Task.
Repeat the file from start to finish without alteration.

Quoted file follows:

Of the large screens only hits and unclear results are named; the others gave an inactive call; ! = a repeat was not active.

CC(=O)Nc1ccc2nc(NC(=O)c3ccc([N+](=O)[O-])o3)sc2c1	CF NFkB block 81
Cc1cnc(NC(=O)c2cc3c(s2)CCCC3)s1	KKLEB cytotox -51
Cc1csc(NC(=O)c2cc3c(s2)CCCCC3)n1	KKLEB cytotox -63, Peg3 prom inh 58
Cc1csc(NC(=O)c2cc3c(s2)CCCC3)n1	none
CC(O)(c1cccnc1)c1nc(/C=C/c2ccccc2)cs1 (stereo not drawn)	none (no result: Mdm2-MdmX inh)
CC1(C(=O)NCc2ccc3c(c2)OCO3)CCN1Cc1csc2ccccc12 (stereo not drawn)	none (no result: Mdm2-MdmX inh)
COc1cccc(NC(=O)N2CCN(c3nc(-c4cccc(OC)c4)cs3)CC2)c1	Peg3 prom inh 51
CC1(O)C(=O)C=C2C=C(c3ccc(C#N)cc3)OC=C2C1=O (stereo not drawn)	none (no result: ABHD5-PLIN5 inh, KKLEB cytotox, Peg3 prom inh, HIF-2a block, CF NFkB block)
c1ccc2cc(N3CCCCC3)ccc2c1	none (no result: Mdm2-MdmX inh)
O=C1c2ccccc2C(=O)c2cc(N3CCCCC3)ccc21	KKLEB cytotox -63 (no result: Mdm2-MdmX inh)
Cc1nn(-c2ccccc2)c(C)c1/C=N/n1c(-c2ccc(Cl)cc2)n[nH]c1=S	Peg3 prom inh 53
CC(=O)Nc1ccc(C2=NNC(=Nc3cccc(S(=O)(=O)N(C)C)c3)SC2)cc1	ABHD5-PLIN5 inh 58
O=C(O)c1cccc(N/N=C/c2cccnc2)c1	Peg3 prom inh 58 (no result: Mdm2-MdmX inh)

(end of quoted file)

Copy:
Of the large screens only hits and unclear results are named; the others gave an inactive call; ! = a repeat was not active.

CC(=O)Nc1ccc2nc(NC(=O)c3ccc([N+](=O)[O-])o3)sc2c1	CF NFkB block 81
Cc1cnc(NC(=O)c2cc3c(s2)CCCC3)s1	KKLEB cytotox -51
Cc1csc(NC(=O)c2cc3c(s2)CCCCC3)n1	KKLEB cytotox -63, Peg3 prom inh 58
Cc1csc(NC(=O)c2cc3c(s2)CCCC3)n1	none
CC(O)(c1cccnc1)c1nc(/C=C/c2ccccc2)cs1 (stereo not drawn)	none (no result: Mdm2-MdmX inh)
CC1(C(=O)NCc2ccc3c(c2)OCO3)CCN1Cc1csc2ccccc12 (stereo not drawn)	none (no result: Mdm2-MdmX inh)
COc1cccc(NC(=O)N2CCN(c3nc(-c4cccc(OC)c4)cs3)CC2)c1	Peg3 prom inh 51
CC1(O)C(=O)C=C2C=C(c3ccc(C#N)cc3)OC=C2C1=O (stereo not drawn)	none (no result: ABHD5-PLIN5 inh, KKLEB cytotox, Peg3 prom inh, HIF-2a block, CF NFkB block)
c1ccc2cc(N3CCCCC3)ccc2c1	none (no result: Mdm2-MdmX inh)
O=C1c2ccccc2C(=O)c2cc(N3CCCCC3)ccc21	KKLEB cytotox -63 (no result: Mdm2-MdmX inh)
Cc1nn(-c2ccccc2)c(C)c1/C=N/n1c(-c2ccc(Cl)cc2)n[nH]c1=S	Peg3 prom inh 53
CC(=O)Nc1ccc(C2=NNC(=Nc3cccc(S(=O)(=O)N(C)C)c3)SC2)cc1	ABHD5-PLIN5 inh 58
O=C(O)c1cccc(N/N=C/c2cccnc2)c1	Peg3 prom inh 58 (no result: Mdm2-MdmX inh)